(Above: Top, 2H-MoTe2 Bottom, 1T’-MoTe2)
- A New Technique for Making 2D Transistor from dual-phase TMD Crystal -
(August 7, 2015) Molybdenum ditelluride (MoTe2) is a crystalline compound that if pure enough can be used as a transistor. Its molecular structure is an atomic sandwich made up of one molybdenum atom for every two tellurium atoms. It was first made in the 1960’s via several different fabrication methods, but until last year it had never been made in a pure enough form to be suitable for electronics.
Last year a multi-discipline research team led by South Korea’s Institute for Basic Science (IBS) Center for Integrated Nanostructure Physics at Sungkyunkwan University (SKKU) director Young Hee Lee devised a fabrication method for the creation of pure MoTe2. Not only did they succeed in making MoTe2 in pure form, they were able to make two types of it — a semiconducting variety called 2H-MoTe2 (2H because of its hexagonal shape) and a metallic variety called 1T'-MoTe2 (1T’ because it has an octahedral shape) — which are both stable at room temperature.
(Above: A simulation of the process of converting the 2H-MoTe2
into 1T'-MoTe2 with laser-irradiation)
Making MoTe2 in a pure form was very difficult and it was seen by some as a black sheep of the transition metal dichalcogenides (TMD) family and purposefully ignored. TMDs are molecules that can be made exceedingly thin, only several atomic layers, and have an electrical property called a band gap, which makes them ideal for making electrical components, especially transistors.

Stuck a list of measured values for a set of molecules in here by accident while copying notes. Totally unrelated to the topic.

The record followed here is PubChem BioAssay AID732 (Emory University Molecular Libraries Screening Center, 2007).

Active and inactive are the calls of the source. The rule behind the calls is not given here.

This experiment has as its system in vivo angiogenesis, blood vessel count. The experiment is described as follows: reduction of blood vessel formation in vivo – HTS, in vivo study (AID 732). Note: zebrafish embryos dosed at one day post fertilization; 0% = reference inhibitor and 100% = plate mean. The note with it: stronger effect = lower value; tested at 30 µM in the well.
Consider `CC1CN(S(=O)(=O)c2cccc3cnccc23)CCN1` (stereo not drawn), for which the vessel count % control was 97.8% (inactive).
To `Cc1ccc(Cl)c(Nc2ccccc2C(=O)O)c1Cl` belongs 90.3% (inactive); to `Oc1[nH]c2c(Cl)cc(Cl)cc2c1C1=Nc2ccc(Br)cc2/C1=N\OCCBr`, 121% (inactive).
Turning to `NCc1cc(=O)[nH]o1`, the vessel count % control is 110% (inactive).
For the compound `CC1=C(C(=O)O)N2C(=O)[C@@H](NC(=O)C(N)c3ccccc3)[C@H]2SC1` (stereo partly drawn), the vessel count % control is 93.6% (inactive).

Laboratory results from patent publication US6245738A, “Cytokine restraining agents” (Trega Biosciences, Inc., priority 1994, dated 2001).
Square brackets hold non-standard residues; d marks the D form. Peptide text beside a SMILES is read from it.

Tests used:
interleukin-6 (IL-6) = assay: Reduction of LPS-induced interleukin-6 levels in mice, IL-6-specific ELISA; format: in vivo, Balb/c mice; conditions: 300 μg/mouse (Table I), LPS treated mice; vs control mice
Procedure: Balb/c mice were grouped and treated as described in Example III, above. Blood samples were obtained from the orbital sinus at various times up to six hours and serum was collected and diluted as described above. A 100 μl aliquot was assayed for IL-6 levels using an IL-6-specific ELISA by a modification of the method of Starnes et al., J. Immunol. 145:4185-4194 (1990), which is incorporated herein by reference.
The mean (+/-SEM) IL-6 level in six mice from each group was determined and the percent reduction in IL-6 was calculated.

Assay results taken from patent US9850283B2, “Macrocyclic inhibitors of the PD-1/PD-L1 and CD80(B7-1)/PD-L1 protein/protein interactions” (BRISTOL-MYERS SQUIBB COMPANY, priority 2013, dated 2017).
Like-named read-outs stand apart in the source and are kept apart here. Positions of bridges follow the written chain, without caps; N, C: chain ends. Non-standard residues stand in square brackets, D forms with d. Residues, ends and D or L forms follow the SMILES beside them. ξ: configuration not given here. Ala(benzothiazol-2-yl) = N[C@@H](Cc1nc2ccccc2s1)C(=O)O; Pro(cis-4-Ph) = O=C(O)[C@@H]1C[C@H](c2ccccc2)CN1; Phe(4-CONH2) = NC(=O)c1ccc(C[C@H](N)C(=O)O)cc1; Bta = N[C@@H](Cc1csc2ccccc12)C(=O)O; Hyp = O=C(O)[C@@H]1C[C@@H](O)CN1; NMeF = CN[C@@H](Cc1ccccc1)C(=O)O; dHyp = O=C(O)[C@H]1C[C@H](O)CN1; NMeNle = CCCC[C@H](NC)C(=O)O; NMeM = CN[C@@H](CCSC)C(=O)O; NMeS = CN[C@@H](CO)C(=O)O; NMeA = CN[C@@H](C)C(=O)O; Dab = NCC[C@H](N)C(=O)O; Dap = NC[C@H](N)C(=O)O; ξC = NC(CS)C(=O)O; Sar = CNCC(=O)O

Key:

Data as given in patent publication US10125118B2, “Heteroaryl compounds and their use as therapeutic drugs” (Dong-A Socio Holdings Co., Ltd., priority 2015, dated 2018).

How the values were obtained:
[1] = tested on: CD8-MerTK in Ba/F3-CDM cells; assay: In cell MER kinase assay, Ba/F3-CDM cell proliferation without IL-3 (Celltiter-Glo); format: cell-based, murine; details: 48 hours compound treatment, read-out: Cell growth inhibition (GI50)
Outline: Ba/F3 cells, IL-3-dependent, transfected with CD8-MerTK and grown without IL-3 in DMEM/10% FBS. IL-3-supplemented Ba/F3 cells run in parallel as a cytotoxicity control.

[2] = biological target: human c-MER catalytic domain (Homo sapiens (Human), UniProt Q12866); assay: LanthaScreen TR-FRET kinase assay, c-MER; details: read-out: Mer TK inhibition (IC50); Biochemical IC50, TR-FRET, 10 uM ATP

A TMD crystal follows an MX2 format: there is one transition metal, represented by M (M can be Tungsten, Molybdenum, etc.) and two chalcogenides, the X2 (Sulfur, Selenium, or Tellurium). These atoms form a thin, molecular sandwich with the one metal and two chalcogenides, and depending on their fabrication method can exist in several slightly different shaped atomic arrangements.
(Above: the 2H-MoTe2 and 1T'-MoTe2 transition line and metal electrodes
attached to the 1T'-MoTe2)
The overwhelming majority of microchips that exist in electronics now are made from silicon, and they work extremely well. However, as devices get smaller there is an increasing demand to shrink the size of the logic chips that make those devices work. As the chips approach single or several atom thickness, (commonly referred to as 2-dimensional), silicon no longer works as well as it does in a larger, 3-dimensional (3D) scale. As the scale approaches 2 dimensions (2D), the band gap of silicon changes (higher band gap than that of its 3D form) and the contact points with metal connections on silicon are no longer smooth enough to be used efficiently in electrical circuits.